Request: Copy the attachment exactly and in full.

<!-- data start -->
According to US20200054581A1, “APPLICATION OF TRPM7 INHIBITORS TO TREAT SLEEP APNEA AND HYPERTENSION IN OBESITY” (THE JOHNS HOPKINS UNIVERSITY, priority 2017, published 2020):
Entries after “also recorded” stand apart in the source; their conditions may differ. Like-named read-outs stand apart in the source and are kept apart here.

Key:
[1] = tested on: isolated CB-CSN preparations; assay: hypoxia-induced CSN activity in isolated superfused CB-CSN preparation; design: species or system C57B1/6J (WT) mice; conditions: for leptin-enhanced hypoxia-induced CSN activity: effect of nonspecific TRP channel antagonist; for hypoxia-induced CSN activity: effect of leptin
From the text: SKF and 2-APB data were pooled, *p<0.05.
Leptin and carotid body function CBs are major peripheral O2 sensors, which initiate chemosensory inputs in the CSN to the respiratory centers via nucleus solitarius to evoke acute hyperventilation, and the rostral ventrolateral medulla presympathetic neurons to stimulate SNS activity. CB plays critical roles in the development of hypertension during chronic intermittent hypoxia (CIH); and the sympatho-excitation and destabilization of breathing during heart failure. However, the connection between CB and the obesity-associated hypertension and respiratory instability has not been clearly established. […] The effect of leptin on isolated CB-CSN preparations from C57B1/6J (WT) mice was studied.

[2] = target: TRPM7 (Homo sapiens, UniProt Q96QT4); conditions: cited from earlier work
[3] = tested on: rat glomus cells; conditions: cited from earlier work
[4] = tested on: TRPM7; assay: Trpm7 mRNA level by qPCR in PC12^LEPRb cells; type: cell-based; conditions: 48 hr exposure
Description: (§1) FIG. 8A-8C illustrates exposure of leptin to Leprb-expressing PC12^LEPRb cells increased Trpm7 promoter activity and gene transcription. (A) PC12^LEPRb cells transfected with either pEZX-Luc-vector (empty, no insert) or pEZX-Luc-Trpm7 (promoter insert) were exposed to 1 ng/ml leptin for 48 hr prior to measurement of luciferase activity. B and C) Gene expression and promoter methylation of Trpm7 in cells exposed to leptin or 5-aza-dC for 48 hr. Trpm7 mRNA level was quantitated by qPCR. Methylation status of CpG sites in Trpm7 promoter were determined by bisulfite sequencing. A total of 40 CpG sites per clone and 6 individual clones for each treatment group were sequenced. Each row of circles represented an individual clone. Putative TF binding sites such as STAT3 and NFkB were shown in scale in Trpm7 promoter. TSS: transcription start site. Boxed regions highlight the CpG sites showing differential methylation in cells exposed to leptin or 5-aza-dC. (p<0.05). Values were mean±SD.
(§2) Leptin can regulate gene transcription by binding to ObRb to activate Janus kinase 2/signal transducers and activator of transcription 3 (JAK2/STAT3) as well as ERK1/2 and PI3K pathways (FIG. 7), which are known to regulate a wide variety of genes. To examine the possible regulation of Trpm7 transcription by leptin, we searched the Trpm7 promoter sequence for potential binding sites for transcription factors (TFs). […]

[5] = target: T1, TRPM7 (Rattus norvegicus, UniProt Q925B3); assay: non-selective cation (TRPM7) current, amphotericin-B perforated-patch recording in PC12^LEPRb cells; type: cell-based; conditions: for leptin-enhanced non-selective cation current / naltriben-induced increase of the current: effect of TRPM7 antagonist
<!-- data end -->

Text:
According to US20200054581A1, “APPLICATION OF TRPM7 INHIBITORS TO TREAT SLEEP APNEA AND HYPERTENSION IN OBESITY” (THE JOHNS HOPKINS UNIVERSITY, priority 2017, published 2020):
Entries after “also recorded” stand apart in the source; their conditions may differ. Like-named read-outs stand apart in the source and are kept apart here.

Key:
[1] = tested on: isolated CB-CSN preparations; assay: hypoxia-induced CSN activity in isolated superfused CB-CSN preparation; design: species or system C57B1/6J (WT) mice; conditions: for leptin-enhanced hypoxia-induced CSN activity: effect of nonspecific TRP channel antagonist; for hypoxia-induced CSN activity: effect of leptin
From the text: SKF and 2-APB data were pooled, *p<0.05.
Leptin and carotid body function CBs are major peripheral O2 sensors, which initiate chemosensory inputs in the CSN to the respiratory centers via nucleus solitarius to evoke acute hyperventilation, and the rostral ventrolateral medulla presympathetic neurons to stimulate SNS activity. CB plays critical roles in the development of hypertension during chronic intermittent hypoxia (CIH); and the sympatho-excitation and destabilization of breathing during heart failure. However, the connection between CB and the obesity-associated hypertension and respiratory instability has not been clearly established. […] The effect of leptin on isolated CB-CSN preparations from C57B1/6J (WT) mice was studied.

[2] = target: TRPM7 (Homo sapiens, UniProt Q96QT4); conditions: cited from earlier work
[3] = tested on: rat glomus cells; conditions: cited from earlier work
[4] = tested on: TRPM7; assay: Trpm7 mRNA level by qPCR in PC12^LEPRb cells; type: cell-based; conditions: 48 hr exposure
Description: (§1) FIG. 8A-8C illustrates exposure of leptin to Leprb-expressing PC12^LEPRb cells increased Trpm7 promoter activity and gene transcription. (A) PC12^LEPRb cells transfected with either pEZX-Luc-vector (empty, no insert) or pEZX-Luc-Trpm7 (promoter insert) were exposed to 1 ng/ml leptin for 48 hr prior to measurement of luciferase activity. B and C) Gene expression and promoter methylation of Trpm7 in cells exposed to leptin or 5-aza-dC for 48 hr. Trpm7 mRNA level was quantitated by qPCR. Methylation status of CpG sites in Trpm7 promoter were determined by bisulfite sequencing. A total of 40 CpG sites per clone and 6 individual clones for each treatment group were sequenced. Each row of circles represented an individual clone. Putative TF binding sites such as STAT3 and NFkB were shown in scale in Trpm7 promoter. TSS: transcription start site. Boxed regions highlight the CpG sites showing differential methylation in cells exposed to leptin or 5-aza-dC. (p<0.05). Values were mean±SD.
(§2) Leptin can regulate gene transcription by binding to ObRb to activate Janus kinase 2/signal transducers and activator of transcription 3 (JAK2/STAT3) as well as ERK1/2 and PI3K pathways (FIG. 7), which are known to regulate a wide variety of genes. To examine the possible regulation of Trpm7 transcription by leptin, we searched the Trpm7 promoter sequence for potential binding sites for transcription factors (TFs). […]

[5] = target: T1, TRPM7 (Rattus norvegicus, UniProt Q925B3); assay: non-selective cation (TRPM7) current, amphotericin-B perforated-patch recording in PC12^LEPRb cells; type: cell-based; conditions: for leptin-enhanced non-selective cation current / naltriben-induced increase of the current: effect of TRPM7 antagonist